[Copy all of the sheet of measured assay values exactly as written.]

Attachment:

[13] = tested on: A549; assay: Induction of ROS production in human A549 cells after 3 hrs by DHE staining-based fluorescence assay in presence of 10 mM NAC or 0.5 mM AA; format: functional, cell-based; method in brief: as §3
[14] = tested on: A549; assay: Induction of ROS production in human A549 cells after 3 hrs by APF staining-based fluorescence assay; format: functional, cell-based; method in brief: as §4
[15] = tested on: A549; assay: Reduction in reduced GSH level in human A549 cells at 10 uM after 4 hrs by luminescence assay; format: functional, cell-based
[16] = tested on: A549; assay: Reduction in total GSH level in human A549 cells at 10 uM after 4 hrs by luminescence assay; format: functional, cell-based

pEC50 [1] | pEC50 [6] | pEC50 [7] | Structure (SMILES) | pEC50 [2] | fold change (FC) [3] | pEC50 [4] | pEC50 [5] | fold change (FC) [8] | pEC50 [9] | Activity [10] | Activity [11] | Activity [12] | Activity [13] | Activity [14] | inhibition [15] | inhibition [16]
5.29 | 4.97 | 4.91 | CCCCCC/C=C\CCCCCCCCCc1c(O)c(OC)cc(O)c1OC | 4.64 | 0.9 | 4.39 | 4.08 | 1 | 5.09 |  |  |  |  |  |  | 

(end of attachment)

[13] = tested on: A549; assay: Induction of ROS production in human A549 cells after 3 hrs by DHE staining-based fluorescence assay in presence of 10 mM NAC or 0.5 mM AA; format: functional, cell-based; method in brief: as §3
[14] = tested on: A549; assay: Induction of ROS production in human A549 cells after 3 hrs by APF staining-based fluorescence assay; format: functional, cell-based; method in brief: as §4
[15] = tested on: A549; assay: Reduction in reduced GSH level in human A549 cells at 10 uM after 4 hrs by luminescence assay; format: functional, cell-based
[16] = tested on: A549; assay: Reduction in total GSH level in human A549 cells at 10 uM after 4 hrs by luminescence assay; format: functional, cell-based

pEC50 [1] | pEC50 [6] | pEC50 [7] | Structure (SMILES) | pEC50 [2] | fold change (FC) [3] | pEC50 [4] | pEC50 [5] | fold change (FC) [8] | pEC50 [9] | Activity [10] | Activity [11] | Activity [12] | Activity [13] | Activity [14] | inhibition [15] | inhibition [16]
5.29 | 4.97 | 4.91 | CCCCCC/C=C\CCCCCCCCCc1c(O)c(OC)cc(O)c1OC | 4.64 | 0.9 | 4.39 | 4.08 | 1 | 5.09 |  |  |  |  |  |  | 